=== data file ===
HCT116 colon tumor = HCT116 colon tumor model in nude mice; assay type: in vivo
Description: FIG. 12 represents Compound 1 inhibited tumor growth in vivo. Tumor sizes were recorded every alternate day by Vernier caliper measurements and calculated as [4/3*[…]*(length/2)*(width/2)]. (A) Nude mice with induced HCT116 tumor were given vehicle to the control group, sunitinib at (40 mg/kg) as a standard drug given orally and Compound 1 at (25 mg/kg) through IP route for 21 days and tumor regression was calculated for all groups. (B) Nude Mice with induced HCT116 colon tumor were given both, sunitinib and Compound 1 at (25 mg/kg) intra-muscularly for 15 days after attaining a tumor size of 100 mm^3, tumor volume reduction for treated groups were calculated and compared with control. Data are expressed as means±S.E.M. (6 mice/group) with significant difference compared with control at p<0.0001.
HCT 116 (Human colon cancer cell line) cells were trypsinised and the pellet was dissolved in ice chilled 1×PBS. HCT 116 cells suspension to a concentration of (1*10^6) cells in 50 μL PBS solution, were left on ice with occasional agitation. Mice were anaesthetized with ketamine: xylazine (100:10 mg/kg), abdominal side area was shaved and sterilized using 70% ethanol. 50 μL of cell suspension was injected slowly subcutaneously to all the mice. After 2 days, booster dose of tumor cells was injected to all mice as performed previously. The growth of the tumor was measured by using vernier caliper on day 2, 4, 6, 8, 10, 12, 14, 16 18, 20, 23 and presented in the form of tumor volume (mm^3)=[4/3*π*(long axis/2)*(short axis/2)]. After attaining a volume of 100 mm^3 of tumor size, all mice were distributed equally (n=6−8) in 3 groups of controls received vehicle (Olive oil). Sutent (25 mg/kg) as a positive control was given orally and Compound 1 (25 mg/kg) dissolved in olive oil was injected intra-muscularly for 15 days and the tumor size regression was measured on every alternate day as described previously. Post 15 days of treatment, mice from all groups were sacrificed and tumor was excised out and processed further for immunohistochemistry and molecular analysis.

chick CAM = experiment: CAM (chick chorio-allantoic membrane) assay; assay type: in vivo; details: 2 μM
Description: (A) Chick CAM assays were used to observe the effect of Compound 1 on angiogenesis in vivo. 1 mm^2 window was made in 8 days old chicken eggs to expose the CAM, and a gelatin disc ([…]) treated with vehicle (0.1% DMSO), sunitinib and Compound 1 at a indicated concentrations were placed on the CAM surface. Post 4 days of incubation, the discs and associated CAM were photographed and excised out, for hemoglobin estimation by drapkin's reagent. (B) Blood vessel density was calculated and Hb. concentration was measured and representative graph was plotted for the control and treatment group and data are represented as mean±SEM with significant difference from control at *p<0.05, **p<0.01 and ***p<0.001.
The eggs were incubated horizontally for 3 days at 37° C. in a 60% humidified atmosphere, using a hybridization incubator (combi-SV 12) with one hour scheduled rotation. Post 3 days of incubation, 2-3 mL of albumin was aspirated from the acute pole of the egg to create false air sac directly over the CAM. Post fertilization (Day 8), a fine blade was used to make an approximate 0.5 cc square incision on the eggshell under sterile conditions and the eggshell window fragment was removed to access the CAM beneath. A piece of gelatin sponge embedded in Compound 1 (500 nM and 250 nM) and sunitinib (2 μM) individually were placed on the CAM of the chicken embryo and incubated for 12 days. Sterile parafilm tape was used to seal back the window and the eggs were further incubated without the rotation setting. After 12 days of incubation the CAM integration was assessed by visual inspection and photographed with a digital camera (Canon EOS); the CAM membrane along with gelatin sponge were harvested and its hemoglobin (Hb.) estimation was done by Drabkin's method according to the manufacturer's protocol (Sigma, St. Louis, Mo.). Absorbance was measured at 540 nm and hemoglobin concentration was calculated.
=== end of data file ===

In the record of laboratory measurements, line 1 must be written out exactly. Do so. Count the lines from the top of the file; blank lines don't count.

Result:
HCT116 colon tumor = HCT116 colon tumor model in nude mice; assay type: in vivo